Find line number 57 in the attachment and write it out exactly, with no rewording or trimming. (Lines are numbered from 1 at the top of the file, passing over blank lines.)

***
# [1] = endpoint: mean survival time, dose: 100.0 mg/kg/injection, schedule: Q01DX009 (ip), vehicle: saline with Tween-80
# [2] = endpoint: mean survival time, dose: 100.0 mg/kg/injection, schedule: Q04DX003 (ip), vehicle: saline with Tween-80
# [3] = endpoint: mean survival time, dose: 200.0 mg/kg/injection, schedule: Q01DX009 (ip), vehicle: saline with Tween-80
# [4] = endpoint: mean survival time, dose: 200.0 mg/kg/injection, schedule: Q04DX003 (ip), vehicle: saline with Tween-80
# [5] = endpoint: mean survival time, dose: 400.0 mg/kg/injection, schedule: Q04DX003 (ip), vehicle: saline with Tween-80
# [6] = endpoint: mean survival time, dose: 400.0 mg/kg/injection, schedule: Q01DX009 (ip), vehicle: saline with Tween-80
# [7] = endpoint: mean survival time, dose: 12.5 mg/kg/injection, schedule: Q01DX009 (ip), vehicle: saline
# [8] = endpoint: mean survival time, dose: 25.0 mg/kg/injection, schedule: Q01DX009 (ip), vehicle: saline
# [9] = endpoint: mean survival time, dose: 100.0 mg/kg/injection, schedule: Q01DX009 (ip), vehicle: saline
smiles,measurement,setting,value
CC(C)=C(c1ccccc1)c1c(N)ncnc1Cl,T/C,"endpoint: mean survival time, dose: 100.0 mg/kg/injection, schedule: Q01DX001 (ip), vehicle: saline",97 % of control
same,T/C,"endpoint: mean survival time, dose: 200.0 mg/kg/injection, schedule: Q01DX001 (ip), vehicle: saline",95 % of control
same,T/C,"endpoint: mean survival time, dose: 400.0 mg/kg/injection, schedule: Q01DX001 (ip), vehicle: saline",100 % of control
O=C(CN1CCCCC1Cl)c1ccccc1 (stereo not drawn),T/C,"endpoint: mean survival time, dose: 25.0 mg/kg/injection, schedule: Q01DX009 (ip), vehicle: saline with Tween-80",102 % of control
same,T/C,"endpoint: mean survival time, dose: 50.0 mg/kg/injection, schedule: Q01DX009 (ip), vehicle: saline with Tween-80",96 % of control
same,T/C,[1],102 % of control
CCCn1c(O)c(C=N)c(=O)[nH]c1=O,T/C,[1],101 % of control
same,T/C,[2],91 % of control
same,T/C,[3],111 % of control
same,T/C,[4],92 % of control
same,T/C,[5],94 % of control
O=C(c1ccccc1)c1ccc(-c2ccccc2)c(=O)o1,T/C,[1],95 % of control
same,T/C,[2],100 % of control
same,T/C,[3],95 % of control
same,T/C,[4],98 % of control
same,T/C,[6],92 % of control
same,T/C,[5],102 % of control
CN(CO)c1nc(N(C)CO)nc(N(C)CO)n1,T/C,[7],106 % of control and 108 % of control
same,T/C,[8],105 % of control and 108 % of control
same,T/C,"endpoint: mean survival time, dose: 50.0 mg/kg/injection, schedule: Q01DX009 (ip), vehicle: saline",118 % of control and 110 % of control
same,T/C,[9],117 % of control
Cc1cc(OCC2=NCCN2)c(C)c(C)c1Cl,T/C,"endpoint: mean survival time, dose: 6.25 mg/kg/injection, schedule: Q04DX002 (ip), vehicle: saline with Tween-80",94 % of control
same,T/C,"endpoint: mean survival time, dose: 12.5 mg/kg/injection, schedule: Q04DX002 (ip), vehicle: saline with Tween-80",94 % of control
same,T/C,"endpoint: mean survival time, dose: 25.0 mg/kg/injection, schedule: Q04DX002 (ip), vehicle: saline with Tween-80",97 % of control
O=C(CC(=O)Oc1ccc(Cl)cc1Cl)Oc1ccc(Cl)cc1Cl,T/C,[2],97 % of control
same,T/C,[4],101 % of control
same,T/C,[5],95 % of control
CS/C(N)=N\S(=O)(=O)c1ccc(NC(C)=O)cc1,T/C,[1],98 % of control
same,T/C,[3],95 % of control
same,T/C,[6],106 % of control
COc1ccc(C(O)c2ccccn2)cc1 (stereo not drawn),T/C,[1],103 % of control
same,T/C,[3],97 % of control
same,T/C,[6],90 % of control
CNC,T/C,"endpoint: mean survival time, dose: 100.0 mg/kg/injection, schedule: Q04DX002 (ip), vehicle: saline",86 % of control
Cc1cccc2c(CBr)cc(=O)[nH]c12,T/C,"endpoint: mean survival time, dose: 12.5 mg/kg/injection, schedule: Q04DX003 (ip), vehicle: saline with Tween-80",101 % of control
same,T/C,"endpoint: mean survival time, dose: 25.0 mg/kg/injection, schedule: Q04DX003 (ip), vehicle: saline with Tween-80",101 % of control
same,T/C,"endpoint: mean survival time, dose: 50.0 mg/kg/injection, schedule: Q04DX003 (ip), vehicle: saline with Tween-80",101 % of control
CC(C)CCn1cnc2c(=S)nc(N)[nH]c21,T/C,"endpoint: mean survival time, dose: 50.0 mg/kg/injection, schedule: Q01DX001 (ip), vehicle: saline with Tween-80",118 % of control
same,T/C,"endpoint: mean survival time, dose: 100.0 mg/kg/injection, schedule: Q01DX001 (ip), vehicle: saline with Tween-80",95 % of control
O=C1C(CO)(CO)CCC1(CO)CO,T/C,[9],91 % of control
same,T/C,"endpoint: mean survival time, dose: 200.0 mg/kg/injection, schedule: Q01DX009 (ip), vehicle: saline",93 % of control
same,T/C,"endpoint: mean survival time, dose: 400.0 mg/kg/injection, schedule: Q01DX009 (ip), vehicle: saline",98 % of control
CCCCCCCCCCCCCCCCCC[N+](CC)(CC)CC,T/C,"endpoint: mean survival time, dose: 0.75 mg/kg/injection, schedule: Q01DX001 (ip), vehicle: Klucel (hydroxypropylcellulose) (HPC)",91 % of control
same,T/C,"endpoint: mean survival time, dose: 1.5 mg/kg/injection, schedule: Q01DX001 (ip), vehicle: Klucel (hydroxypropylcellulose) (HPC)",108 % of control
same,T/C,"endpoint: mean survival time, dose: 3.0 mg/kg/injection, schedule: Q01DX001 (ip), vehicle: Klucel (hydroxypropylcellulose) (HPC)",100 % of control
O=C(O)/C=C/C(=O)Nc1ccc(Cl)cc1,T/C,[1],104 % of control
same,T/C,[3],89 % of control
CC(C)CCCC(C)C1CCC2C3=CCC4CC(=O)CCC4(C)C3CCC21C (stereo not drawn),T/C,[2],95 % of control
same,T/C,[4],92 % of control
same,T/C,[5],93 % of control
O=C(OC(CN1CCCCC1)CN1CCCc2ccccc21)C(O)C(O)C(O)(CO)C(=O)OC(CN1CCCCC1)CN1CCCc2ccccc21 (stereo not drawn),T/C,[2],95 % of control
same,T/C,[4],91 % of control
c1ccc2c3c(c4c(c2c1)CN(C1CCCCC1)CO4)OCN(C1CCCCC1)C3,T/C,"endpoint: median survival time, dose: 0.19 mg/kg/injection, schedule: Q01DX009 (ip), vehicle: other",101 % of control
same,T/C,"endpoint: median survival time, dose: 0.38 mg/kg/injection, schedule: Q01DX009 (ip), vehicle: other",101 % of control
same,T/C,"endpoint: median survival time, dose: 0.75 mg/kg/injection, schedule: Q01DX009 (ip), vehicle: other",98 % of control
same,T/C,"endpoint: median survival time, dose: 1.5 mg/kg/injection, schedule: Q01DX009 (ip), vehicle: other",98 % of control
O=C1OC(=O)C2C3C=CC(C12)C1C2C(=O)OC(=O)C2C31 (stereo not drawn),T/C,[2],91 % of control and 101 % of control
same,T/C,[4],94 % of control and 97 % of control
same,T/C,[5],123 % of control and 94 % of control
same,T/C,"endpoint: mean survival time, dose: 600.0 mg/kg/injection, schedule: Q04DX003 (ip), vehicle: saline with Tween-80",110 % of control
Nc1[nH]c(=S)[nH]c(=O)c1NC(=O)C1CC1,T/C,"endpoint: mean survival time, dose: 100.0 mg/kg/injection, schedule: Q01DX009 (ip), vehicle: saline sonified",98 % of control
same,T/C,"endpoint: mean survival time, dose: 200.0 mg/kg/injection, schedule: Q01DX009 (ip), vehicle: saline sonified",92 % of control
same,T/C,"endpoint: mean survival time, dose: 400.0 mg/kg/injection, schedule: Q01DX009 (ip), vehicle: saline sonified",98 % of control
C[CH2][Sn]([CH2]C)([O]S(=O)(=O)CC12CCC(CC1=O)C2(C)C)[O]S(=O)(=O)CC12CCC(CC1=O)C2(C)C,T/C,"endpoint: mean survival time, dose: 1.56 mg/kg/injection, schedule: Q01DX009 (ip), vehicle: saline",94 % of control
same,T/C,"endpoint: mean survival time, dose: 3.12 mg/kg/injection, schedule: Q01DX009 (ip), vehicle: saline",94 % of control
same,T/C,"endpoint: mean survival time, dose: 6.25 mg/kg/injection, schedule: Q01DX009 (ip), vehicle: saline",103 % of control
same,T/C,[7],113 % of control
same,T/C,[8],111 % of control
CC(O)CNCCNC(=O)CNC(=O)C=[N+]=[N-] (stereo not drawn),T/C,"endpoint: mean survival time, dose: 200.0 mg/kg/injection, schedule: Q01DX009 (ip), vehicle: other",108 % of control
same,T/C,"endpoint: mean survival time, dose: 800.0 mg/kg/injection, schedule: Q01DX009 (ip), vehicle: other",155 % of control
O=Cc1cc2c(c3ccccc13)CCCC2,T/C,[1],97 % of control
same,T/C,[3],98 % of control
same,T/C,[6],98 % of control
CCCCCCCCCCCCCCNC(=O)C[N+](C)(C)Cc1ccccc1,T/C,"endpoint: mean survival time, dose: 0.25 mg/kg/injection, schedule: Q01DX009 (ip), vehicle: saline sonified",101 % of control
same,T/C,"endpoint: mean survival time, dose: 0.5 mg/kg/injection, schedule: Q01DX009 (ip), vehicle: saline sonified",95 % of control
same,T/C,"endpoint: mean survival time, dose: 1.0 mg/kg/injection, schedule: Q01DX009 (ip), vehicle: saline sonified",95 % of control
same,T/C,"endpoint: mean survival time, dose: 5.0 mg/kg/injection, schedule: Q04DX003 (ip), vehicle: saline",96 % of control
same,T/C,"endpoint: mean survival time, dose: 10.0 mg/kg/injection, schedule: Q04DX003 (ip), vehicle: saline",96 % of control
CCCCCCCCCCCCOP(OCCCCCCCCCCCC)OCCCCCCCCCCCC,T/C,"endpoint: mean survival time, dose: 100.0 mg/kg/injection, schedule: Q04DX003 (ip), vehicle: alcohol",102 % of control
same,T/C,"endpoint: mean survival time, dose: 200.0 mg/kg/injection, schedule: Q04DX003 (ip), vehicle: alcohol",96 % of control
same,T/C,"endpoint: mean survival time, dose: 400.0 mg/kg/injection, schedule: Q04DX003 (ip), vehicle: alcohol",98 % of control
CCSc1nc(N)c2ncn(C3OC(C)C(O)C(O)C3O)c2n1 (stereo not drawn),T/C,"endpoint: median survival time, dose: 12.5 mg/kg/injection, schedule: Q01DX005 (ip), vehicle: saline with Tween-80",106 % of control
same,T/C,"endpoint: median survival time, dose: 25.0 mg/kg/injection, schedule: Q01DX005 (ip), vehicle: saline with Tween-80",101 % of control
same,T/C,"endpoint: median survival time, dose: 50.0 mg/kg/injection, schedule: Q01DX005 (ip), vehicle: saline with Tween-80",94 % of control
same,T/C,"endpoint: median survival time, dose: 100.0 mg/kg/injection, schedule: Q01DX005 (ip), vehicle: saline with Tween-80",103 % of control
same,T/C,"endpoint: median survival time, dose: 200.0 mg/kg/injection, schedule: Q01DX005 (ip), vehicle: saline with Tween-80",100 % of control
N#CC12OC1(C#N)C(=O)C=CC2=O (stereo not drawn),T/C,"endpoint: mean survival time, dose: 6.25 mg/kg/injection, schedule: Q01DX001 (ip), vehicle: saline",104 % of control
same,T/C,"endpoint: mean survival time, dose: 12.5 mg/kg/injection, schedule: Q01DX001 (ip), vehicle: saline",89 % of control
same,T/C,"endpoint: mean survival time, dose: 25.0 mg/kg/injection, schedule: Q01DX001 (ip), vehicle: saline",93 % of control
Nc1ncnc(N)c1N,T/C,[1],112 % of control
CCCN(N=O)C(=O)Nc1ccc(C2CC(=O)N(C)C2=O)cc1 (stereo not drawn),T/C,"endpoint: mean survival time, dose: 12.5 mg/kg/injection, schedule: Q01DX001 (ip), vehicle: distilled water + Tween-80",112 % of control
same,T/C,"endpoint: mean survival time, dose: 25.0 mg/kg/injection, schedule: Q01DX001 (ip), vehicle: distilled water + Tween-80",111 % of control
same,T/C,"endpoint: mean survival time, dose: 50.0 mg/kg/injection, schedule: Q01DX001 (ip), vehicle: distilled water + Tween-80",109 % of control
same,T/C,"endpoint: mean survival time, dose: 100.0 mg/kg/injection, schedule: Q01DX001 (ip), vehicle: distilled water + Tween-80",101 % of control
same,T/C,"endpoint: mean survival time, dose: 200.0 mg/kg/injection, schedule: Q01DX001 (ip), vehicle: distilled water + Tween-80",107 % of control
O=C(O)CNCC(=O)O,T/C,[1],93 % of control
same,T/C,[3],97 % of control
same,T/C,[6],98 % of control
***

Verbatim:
same,T/C,[3],89 % of control